NHC Science of Patient Engagement Symposium Inspires Attendees

By: Dr. Omar A. Escontrías, Vice President, Research, Education & Programs 

Last week the National Health Council held its annual Science of Patient Engagement Symposium, an annual event where research leaders convene to share their experiences, accomplishments, best practices, and resulting translational impacts on the science of patient engagement.

The theme of the 2022 Symposium was From Research to Action: Health Equity for All.  Achieving equity in the health care system is a key focus of our work at the NHC, and we are committed to elevating the patient voice and reframing conversations to elevate managing the health, financial, and other risks patients face over managing financial liability to the health system.

As we have witnessed over the past couple of years, the COVID-19 pandemic has upended the world, and health inequities among historically underrepresented racial/ethnic groups have magnified. This is why the science of understanding the patient has never been more important, and why health equity research, where diverse patients are at the core of scientific inquiry, is imperative to tackling these inequities. 

This year’s gathering was attended in person and virtually by a dynamic group of more than 100 professionals representing a broad spectrum of the health care ecosystem who discussed how to conduct research that helps advance health equity and improve diagnosis, treatment, and outcomes for all.  While the Symposium sessions approached the challenge of health equity from a number of different angles, we saw several common themes emerge:

  • Inequities related to unmet needs and engagement exacerbated greatly during the COVID-19 pandemic, which has renewed a collective emphasis on the role of social determinants of health. Research supports the idea that 90% of health outcomes are influenced by social and behavioral factors (e.g., food insecurity, transportation, and housing).
  • We need to focus on true community-based participatory research, because there is a big difference between community outreach and community engagement. This means that patients are partners, not just subjects; that there is active and meaningful engagement; and that community, patient, and caregiver involvement is already present. Meaningful patient engagement data must be based on true patient engagement throughout the process to ensure co-creation and contextualization.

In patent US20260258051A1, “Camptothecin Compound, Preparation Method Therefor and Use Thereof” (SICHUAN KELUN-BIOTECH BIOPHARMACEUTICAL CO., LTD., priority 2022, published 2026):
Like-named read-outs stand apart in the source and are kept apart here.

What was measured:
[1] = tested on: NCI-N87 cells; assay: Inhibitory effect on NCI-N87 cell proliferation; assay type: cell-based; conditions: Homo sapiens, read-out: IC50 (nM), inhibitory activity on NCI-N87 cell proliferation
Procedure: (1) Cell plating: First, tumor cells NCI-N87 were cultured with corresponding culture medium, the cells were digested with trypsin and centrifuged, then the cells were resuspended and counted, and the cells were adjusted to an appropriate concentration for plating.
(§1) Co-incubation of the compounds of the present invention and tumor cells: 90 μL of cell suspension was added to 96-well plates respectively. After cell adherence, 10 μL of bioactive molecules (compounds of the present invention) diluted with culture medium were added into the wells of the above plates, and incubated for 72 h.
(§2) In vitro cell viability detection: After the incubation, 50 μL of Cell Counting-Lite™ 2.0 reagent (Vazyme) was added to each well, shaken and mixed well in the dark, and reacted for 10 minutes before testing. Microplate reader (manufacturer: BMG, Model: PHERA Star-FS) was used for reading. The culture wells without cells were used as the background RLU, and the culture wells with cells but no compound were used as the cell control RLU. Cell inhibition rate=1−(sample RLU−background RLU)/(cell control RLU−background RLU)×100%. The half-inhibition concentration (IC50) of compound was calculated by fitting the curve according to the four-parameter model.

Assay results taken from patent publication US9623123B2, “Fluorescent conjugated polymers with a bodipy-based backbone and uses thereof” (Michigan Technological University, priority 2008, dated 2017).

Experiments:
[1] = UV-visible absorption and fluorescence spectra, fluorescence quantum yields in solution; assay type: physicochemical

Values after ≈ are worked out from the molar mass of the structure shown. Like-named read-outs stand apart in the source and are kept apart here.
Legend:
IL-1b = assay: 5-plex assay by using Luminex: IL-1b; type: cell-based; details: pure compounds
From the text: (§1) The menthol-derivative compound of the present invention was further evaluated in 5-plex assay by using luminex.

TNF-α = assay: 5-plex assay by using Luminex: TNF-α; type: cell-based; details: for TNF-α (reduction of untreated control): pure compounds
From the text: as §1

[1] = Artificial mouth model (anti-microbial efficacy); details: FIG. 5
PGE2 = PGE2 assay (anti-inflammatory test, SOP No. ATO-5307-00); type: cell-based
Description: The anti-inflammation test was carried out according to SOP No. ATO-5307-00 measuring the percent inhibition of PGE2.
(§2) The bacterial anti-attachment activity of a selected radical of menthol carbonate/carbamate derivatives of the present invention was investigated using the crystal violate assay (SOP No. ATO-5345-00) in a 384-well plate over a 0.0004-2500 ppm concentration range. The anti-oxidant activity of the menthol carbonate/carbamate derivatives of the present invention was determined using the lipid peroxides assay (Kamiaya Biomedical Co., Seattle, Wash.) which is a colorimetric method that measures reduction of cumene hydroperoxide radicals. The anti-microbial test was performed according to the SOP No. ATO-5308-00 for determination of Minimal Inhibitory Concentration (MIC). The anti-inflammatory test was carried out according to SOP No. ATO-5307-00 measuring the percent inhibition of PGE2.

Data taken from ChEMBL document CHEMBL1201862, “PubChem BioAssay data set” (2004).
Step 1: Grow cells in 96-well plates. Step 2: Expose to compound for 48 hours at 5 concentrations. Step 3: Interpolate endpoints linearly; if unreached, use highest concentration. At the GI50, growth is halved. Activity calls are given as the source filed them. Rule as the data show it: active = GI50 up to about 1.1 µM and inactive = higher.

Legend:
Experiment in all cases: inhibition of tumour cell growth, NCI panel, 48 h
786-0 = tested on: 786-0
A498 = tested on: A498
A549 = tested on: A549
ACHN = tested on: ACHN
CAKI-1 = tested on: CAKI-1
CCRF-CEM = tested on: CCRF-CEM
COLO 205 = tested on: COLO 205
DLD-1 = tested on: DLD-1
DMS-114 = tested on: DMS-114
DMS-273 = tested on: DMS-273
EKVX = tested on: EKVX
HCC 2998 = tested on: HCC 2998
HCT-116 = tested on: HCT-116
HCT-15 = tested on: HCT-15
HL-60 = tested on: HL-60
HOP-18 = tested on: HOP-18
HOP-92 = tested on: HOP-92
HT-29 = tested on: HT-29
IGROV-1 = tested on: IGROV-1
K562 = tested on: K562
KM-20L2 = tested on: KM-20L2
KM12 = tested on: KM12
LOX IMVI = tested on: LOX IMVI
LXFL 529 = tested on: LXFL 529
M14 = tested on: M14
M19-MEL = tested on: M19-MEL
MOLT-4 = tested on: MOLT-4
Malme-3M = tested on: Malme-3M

• Engagement is not a unidirectional experience. There is still a level of trust that must be built. If the community is part of the planning and patients are at the table from the beginning, they can be validators and endorsers. Consider factors that are barriers to their participation and accept that “not one shoe fits all.”
  • Underrepresentation in clinical trials is a social justice and public health problem that requires a multifaceted approach. This includes policy efforts to improve trial diversity (like the 2020 Clinical Trials Treatment Act); and to improve transparency (e.g., via methods such as the Good Pharma Scorecard). But it also means committing to being intentional about diversity and admitting when it’s not being done right. Trial participation should reflect the burden of disease, use cultural humility, and listen to patients’ voices.
  • Evidence-based policy is only as good as the data, and the data is only as good as: the source; the infrastructure; the interoperability; the freedom from bias/lack of equity; and the ability to access it and use it. The best policy solutions are informed by real-world experiences – which is important when thinking about social determinants of health – and complex problems often require whole-of-government, whole-of-society approaches.

These themes are just a snapshot of two days of discussions, ideas, and insights shared by and among the impressive and dedicated group of panelists, speakers, and attendees.  It is the ongoing work being done individually and collectively by them and the organizations they represent that will help achieve better health and better health outcomes for all.

A full meeting summary will be posted on our website soon. It’ll be available here.

Stay tuned for our next Science of Patient Engagement Symposium in May 2023.